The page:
The Ukrainian Hutsul traditional dish of tender fresh unripe pods of beans cooked in sour cream is very famous, popular and delicious.
Ukrainians began to use in food various cultivars of the common bean Phaseolus vulgaris in the XVII century. As it is well known Ukrainian stewed vegetables with pork rinds are popular throughout the world.
To cook incredible traditional Ukrainian dish “Snap beans stewed in sour cream with pork rinds” using the recipe from the culinary web resource of ethnic slavic cuisine Etnocook, You’ll need “lopatky”. The young snap beans Ukrainian Hutsul peaple call “lopatky” and use these unripe vegetables to prepare tasty and nutritional dish of the ethnic Ukrainian cuisine.
For this Ukrainian recipe can be taken green or wax beans (with a yellow or white pod), string beans, stringless beans, runner beans. Flavorful, juicy immature pods of beans have delicate flavor and almost no coarse fibers.
- before stewing span beans can be boiled in salted water for 2-3 minutes
- canned green beans can be used instead of fresh vegetables
- carrots, onions and garlic can be cut into small pieces by knife
- pork rinds can be made of pork and goose fat
- a spoon of starch of flower can be added at the end of cooking to make the sauce more thick
- wax beans (yellow-podded green beans) - 400 g
- carrot - 100 g
- vegetable oil (sunflower oil) - 50 ml
- onion - 70 g
- garlic - 5 g
- sour cream - 100 g
Sour cream is a dairy product obtained by fermenting a regular cream with certain kinds of lactic acid bacteria
- dill - ~10 g, to taste
- salt - ~4 g, to taste
Salt is a mineral substance composed primarily of sodium chloride (NaCl)
Salt is present in most foods, but in naturally occurring foodstuffs such as meats, vegetables and fruit, it is present in very small quantities. It is often added to processed foods to make their flavour more appealing and is also present at higher levels in preserved foods.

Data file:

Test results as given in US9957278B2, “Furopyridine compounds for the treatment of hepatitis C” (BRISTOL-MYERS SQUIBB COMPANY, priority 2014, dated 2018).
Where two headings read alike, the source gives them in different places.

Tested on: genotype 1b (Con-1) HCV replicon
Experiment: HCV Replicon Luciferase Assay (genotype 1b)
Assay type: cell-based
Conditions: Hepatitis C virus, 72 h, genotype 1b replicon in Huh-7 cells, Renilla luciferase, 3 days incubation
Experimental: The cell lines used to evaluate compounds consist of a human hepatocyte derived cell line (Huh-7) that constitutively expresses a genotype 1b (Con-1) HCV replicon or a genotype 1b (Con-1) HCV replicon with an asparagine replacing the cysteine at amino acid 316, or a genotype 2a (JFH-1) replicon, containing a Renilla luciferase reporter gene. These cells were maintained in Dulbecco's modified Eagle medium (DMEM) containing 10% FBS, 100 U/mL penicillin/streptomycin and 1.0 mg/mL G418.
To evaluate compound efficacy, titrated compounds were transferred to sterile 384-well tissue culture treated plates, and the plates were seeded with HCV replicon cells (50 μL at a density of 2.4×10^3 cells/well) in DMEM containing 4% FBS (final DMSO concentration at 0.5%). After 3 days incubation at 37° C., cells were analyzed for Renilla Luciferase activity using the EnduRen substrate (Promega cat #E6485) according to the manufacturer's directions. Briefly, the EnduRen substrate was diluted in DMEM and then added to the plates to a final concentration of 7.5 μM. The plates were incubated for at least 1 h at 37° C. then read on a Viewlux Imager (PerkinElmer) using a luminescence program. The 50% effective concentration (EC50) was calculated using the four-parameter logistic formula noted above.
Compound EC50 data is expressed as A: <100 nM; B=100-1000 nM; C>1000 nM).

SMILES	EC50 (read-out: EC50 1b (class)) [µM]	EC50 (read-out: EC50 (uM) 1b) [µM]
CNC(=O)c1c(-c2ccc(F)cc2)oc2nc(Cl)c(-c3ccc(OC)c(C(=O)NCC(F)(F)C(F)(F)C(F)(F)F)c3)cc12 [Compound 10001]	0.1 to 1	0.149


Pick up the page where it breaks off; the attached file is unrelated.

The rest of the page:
In many East Asian cultures, salt is not traditionally used as a condiment.In its place, condiments such as soy sauce, fish sauce and oyster sauce tend to have a high sodium content and fill a similar role to table salt in western cultures. They are most often used for cooking rather than as table condiments.
Table salt is made up of just under 40% sodium by weight, so a 6 g serving (1 teaspoon) contains about 2,300 mg of sodium.
Sodium serves a useful purpose in the human body: it helps nerves and muscles to function correctly, and it is one of the factors involved in the autoregulation of water content (fluid balance). Most of the sodium in the Western diet comes from salt
Too much sodium is bad for health, and health organizations generally recommend that people reduce their dietary intake of salt. High salt intake is associated with a significantly greater risk of stroke and total cardiovascular disease in susceptible people. In adults and children with no acute illness, a decrease in the intake of sodium from the typical high levels reduces blood pressure and provides a health benefit, and a low salt diet results in an even greater improvement in blood pressure in those with hypertension than in those without. A reduction in salt intake of 5 g per day has been found to be associated with a 23% reduction in the rate of stroke and a 17% reduction in the rate of total cardiovascular disease. The World Health Organization recommends that all adults should consume less than 2,000 mg of sodium (5 g of salt) per day. A 2013 report from the Institute of Medicine states that there is insufficient evidence to show that there is any additional benefit in lowering sodium intake to less than 2,300 mg per day.
- sugar - ~2 g, to taste
Sugar is the generalized name for a class of chemically-related sweet-flavoured substances: carbohydrates, composed of carbon, hydrogen and oxygen.
- Pork rinds
- salo (pork fat) - 100 g
Wash vegetables in cold water, peel. Cut onion into small pieces; rub carrot on a fine grater, mash garlic.
Carrot and onions lightly fry in vegetable oil in a frying pan until light golden brown.
Add washed beans, cover and stew over low heat for ~ 15 min., mix time-to-time.
Add mashed garlic, sour cream, parsley, salt and sugar to taste, cover, stew about 5 minutes.
To cook pork rinds cut pork fat into thin slices~ 2x2 cm.
In a dry frying pan on the low heat fry slices of fat until cracklings are thin and slightly crispy, lightly golden brown.
Serve traditional Ukrainian dish "Snap beans in sour cream" hot with pork rinds and green dill.